Tag: Geo-engineering


Anthropocene Exhibition

Next Nature Network will take part in the Munich Deutsches Museum one year special exhibit on the topic of the Anthropocene.

Opening on the 5th of December, the exhibition will visualize the history, present and future of the Anthropocene, as well as the deep inventions of humans into the geo- and biosphere over the last two centuries. Some Next Nature Network projects featured in the expo: Razorius Gilletus, Rayfish Shoes, Space Blanket and recipes from The In Vitro Meat Cookbook, such as Dodo Nuggets, Knitted Meat, Magic Meatballs, Meat Oyster and more.

Welcome to the Anthropocene: The Earth in Our Hands
@ Deutsches Museum, Munich, Germany
From December 5, 2014 to January 31, 2016

For information and updates visit: Deutsches Museum

Aral Sea

Anthropocene: the Shrinking of Aral Sea

The Aral Sea in Central Asia was formerly one of the four largest lakes in the world, with an area of 68.000 km2. As a consequence of a massive water diversion project to irrigate surrounding areas it is drying up. Today, not much is left.

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The Anthropocene Explosion

Biologically, there is nothing remarkable in the fact that humans are agents of ecological change and environmental upset. All species transform their surroundings. The dizzying complexity of landscapes on Earth is not just a happy accident of geology and climate, but the result of billions of years of organisms grazing, excavating, defecating, and decomposing. Nor is it unusual that certain lucky species are able to outcompete and eventually entirely displace other species. The Great American Interchange, when North American fauna crossed the newly formed isthmus of Panama to conquer South America three million years ago1 is just one among countless examples of swift, large-scale extinctions resulting from competition and predation.

What is remarkable, however, is the stunning speed of human adaptation relative to other species, and that our adaptation is self-directed. From sonar and flight to disease immunity, humans can “evolve” exquisite new traits in a single generation. The Anthropocene represents a catastrophic mismatch between the pace of human technological evolution and the genetic evolution of nearly every other species on Earth. As with many other geological epochs, the Anthropocene has been heralded with a mass extinction, one which is generally accepted to be the sixth great one to occur on Earth.2

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eternal reef

Spend Eternity As An Artificial Coral Reef

Coral reefs are suffering degradation from a number of natural and human-induced causes. American company, Eternal Reefs, had a peculiar idea to help preserve, protect, and enhance the oceans’ health.

They offer to their clients the possibility – after death – to have ashes made into a rock to form the base of an “eternal memorial reef” to provide a habitat for sea-life.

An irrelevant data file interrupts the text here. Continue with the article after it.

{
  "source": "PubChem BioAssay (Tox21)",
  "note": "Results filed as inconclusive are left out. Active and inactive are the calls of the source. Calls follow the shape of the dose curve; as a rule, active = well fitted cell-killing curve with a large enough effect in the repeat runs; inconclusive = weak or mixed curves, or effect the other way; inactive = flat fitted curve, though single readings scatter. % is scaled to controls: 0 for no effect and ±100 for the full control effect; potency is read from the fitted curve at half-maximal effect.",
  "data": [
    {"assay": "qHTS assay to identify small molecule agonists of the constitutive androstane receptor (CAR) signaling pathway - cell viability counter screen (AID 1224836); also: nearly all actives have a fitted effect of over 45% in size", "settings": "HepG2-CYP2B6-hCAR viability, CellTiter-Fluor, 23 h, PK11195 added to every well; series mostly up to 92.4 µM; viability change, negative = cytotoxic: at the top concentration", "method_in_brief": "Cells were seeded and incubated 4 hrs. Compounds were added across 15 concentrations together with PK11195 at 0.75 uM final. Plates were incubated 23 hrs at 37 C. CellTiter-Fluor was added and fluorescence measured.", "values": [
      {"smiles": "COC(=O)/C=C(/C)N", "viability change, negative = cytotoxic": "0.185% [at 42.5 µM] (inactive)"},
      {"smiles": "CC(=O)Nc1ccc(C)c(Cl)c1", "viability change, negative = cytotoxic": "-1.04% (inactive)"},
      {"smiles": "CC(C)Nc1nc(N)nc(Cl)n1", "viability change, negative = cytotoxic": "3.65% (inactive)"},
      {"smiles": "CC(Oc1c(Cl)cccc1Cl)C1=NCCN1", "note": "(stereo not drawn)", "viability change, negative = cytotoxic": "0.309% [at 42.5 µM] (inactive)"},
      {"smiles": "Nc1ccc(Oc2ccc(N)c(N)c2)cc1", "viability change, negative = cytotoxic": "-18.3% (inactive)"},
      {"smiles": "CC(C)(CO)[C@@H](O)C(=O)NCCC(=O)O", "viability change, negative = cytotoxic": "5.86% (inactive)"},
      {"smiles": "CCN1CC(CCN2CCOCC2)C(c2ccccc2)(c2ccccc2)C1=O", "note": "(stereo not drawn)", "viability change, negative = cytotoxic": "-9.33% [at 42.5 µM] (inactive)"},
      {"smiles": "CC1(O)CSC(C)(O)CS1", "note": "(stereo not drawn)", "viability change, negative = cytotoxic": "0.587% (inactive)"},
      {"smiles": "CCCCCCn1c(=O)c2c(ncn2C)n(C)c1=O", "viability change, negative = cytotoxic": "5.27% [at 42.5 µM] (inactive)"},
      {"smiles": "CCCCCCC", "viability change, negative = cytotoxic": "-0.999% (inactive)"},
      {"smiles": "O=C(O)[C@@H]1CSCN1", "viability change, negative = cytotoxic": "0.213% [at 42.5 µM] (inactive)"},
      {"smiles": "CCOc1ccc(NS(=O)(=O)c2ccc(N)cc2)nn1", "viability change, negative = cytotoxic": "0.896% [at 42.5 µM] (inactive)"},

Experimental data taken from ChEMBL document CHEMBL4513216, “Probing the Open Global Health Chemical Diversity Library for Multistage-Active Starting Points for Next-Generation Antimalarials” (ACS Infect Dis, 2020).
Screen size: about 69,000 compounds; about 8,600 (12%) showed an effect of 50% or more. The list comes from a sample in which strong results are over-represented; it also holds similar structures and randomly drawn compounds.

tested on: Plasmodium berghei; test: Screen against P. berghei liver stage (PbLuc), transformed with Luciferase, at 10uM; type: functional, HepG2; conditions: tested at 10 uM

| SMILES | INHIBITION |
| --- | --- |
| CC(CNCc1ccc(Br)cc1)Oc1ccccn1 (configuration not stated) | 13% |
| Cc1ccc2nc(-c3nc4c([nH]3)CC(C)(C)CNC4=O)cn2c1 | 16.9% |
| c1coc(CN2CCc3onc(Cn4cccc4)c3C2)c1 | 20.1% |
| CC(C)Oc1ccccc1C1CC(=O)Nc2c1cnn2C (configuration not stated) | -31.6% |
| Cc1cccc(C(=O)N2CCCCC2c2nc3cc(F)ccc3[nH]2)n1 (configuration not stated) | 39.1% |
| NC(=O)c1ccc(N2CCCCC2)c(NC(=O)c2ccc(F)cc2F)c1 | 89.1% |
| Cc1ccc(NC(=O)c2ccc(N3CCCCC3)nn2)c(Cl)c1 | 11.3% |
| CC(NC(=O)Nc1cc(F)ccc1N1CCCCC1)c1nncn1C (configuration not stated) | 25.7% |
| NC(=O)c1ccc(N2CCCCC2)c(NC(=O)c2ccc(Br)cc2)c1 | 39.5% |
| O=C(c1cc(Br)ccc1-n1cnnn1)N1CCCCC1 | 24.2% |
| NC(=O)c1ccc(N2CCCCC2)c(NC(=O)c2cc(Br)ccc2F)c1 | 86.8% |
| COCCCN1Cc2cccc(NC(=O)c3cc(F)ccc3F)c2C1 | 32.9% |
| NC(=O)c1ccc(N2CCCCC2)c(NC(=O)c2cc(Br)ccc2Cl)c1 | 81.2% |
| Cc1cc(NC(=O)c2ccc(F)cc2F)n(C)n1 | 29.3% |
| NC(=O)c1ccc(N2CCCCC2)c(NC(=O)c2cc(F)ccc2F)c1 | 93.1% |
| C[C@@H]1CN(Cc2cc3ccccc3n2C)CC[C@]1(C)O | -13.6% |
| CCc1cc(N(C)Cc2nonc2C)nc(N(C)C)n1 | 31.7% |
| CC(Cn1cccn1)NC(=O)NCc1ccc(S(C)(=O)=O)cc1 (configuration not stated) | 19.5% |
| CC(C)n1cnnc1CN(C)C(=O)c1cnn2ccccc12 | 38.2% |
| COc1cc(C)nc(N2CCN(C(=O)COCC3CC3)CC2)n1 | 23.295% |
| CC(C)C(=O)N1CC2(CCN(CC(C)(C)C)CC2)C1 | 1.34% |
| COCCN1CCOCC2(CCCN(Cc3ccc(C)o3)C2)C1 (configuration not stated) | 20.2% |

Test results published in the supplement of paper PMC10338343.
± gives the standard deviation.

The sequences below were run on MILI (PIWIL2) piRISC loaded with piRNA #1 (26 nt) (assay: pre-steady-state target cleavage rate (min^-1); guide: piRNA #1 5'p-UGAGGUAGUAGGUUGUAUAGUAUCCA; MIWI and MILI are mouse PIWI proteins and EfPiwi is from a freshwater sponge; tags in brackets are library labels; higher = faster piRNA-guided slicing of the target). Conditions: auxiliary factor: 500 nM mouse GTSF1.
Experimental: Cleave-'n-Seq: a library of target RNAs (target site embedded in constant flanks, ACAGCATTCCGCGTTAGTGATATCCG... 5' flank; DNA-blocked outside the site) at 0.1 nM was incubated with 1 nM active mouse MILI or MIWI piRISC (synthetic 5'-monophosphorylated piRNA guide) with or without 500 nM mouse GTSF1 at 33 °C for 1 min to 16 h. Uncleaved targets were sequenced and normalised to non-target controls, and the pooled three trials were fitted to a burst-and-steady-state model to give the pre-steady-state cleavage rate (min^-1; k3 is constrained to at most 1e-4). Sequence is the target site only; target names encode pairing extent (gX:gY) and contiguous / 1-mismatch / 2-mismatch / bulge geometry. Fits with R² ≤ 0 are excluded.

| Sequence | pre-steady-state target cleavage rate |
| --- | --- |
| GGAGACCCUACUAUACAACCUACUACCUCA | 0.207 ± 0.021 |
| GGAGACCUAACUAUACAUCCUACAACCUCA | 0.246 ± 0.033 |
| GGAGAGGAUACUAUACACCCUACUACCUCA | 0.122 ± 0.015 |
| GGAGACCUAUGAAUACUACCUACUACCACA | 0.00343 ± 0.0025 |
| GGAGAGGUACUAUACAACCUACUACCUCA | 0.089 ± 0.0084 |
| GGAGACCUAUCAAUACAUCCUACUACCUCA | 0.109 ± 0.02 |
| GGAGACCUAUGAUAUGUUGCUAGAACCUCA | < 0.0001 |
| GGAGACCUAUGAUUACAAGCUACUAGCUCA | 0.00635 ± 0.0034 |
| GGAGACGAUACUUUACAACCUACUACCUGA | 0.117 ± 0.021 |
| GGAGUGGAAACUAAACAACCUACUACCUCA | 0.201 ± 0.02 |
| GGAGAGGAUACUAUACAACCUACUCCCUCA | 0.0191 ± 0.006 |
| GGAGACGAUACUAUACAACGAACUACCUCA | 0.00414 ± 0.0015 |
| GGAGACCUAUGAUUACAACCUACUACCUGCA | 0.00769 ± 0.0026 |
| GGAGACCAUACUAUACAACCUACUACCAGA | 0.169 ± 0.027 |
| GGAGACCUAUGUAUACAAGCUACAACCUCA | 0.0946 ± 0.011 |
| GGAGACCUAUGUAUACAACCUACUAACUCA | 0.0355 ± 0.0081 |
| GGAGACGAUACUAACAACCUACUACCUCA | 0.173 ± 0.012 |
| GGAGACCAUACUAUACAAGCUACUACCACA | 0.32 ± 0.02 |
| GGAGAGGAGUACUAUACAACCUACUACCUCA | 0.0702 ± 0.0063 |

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moths flying around a streetlight

Street Lights Permanently Change the Ecology of Local Bugs

The first “modern” streetlight was lit in London’s Pall Mall in 1807. That night may also have marked the first time a moth found itself trapped in an irresistible spiral around public lighting. Ever since then, streetlights have become a fixture of life in cities and suburbs, and a deathtrap for flying insects. Researchers at the University of Exeter have recently discovered that the abundance of insect life around these lights is not just a passing assemblage, but a permanent fixture. The diversity of invertebrate ground predators and scavengers, like beetles and harvestmen, remained elevated around streetlights even during the day. These insects had figured out the benefits of living in an island of artificially high prey concentrations.

These findings indicate that streetlights affect local ecologies for a longer duration, and at a higher level in the food web, than previously thought. Given the decline of pollinators and other invertebrates in the UK and around the world, it may be important to re-examine the impact of seemingly harmless nighttime lighting.

Image via Swburdine. Thanks to Twitter user Namhenderson for the story.


A Net will Collect Debris from Outer Space

After several approaches to junk removal, Japanese space agency JAXA, came up with the idea of a 700 meters long magnetic net, that will be sent out with a special spacecraft. The mesh of the net is made of steel and aluminum wires that collect the junk thanks to electromagnetic force. Once the net is full of debris, it de-orbits and burns up in the atmosphere.

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Painting the Anthropocene

Painter Philip Govedare depicts 21st century landscapes transformed by mining, dredging, and civilization.
His paintings aim to represent the complexity and meanings of the landscapes we inhabit, showing how nature has become a subset of culture.

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Nile by Night

Old nature lid up by next nature. Our peculiar image of the week shows the river Nile by night, as seen from a satellite. Source.